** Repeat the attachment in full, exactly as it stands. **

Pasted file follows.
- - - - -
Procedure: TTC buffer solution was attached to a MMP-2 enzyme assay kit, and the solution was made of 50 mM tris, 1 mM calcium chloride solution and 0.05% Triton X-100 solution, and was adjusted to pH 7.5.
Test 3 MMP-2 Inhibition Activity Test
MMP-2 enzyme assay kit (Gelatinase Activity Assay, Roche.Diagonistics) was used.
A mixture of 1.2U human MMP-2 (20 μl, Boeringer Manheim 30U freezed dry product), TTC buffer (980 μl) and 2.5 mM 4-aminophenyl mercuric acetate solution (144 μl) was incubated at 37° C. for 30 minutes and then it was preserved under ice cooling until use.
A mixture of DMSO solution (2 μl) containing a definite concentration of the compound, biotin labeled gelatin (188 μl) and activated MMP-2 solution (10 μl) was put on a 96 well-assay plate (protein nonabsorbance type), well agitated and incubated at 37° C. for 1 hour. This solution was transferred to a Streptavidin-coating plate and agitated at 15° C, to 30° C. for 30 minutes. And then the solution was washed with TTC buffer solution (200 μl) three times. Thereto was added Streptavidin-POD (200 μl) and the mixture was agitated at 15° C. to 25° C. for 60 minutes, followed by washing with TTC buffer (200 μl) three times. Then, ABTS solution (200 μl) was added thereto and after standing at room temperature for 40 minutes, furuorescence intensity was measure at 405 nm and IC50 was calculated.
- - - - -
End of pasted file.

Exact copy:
Procedure: TTC buffer solution was attached to a MMP-2 enzyme assay kit, and the solution was made of 50 mM tris, 1 mM calcium chloride solution and 0.05% Triton X-100 solution, and was adjusted to pH 7.5.
Test 3 MMP-2 Inhibition Activity Test
MMP-2 enzyme assay kit (Gelatinase Activity Assay, Roche.Diagonistics) was used.
A mixture of 1.2U human MMP-2 (20 μl, Boeringer Manheim 30U freezed dry product), TTC buffer (980 μl) and 2.5 mM 4-aminophenyl mercuric acetate solution (144 μl) was incubated at 37° C. for 30 minutes and then it was preserved under ice cooling until use.
A mixture of DMSO solution (2 μl) containing a definite concentration of the compound, biotin labeled gelatin (188 μl) and activated MMP-2 solution (10 μl) was put on a 96 well-assay plate (protein nonabsorbance type), well agitated and incubated at 37° C. for 1 hour. This solution was transferred to a Streptavidin-coating plate and agitated at 15° C, to 30° C. for 30 minutes. And then the solution was washed with TTC buffer solution (200 μl) three times. Thereto was added Streptavidin-POD (200 μl) and the mixture was agitated at 15° C. to 25° C. for 60 minutes, followed by washing with TTC buffer (200 μl) three times. Then, ABTS solution (200 μl) was added thereto and after standing at room temperature for 40 minutes, furuorescence intensity was measure at 405 nm and IC50 was calculated.